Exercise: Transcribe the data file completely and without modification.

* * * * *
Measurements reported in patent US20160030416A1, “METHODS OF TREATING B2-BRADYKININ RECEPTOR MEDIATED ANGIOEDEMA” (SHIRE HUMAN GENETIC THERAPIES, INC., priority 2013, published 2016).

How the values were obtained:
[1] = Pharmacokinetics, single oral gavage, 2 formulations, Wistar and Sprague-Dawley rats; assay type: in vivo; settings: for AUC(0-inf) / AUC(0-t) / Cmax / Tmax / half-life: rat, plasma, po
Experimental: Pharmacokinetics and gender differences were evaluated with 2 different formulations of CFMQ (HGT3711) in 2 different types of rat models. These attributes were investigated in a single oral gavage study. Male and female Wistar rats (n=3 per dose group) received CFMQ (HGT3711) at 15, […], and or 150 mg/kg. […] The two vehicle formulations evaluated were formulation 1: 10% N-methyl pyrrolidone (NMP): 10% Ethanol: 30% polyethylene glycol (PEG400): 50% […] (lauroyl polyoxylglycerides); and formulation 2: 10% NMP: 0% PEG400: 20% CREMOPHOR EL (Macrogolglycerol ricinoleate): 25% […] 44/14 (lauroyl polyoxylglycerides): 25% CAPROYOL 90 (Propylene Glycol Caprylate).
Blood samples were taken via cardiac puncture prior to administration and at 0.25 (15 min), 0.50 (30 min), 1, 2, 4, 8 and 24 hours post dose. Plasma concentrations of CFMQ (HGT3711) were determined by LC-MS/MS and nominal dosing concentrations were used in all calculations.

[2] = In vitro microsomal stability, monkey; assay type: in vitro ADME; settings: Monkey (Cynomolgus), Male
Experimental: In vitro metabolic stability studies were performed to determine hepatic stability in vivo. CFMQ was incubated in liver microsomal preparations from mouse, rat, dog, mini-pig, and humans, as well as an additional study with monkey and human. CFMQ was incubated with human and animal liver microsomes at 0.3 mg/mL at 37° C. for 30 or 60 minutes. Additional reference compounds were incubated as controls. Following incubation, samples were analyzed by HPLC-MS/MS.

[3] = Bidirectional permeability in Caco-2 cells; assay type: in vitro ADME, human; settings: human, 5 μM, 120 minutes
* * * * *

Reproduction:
Measurements reported in patent US20160030416A1, “METHODS OF TREATING B2-BRADYKININ RECEPTOR MEDIATED ANGIOEDEMA” (SHIRE HUMAN GENETIC THERAPIES, INC., priority 2013, published 2016).

How the values were obtained:
[1] = Pharmacokinetics, single oral gavage, 2 formulations, Wistar and Sprague-Dawley rats; assay type: in vivo; settings: for AUC(0-inf) / AUC(0-t) / Cmax / Tmax / half-life: rat, plasma, po
Experimental: Pharmacokinetics and gender differences were evaluated with 2 different formulations of CFMQ (HGT3711) in 2 different types of rat models. These attributes were investigated in a single oral gavage study. Male and female Wistar rats (n=3 per dose group) received CFMQ (HGT3711) at 15, […], and or 150 mg/kg. […] The two vehicle formulations evaluated were formulation 1: 10% N-methyl pyrrolidone (NMP): 10% Ethanol: 30% polyethylene glycol (PEG400): 50% […] (lauroyl polyoxylglycerides); and formulation 2: 10% NMP: 0% PEG400: 20% CREMOPHOR EL (Macrogolglycerol ricinoleate): 25% […] 44/14 (lauroyl polyoxylglycerides): 25% CAPROYOL 90 (Propylene Glycol Caprylate).
Blood samples were taken via cardiac puncture prior to administration and at 0.25 (15 min), 0.50 (30 min), 1, 2, 4, 8 and 24 hours post dose. Plasma concentrations of CFMQ (HGT3711) were determined by LC-MS/MS and nominal dosing concentrations were used in all calculations.

[2] = In vitro microsomal stability, monkey; assay type: in vitro ADME; settings: Monkey (Cynomolgus), Male
Experimental: In vitro metabolic stability studies were performed to determine hepatic stability in vivo. CFMQ was incubated in liver microsomal preparations from mouse, rat, dog, mini-pig, and humans, as well as an additional study with monkey and human. CFMQ was incubated with human and animal liver microsomes at 0.3 mg/mL at 37° C. for 30 or 60 minutes. Additional reference compounds were incubated as controls. Following incubation, samples were analyzed by HPLC-MS/MS.

[3] = Bidirectional permeability in Caco-2 cells; assay type: in vitro ADME, human; settings: human, 5 μM, 120 minutes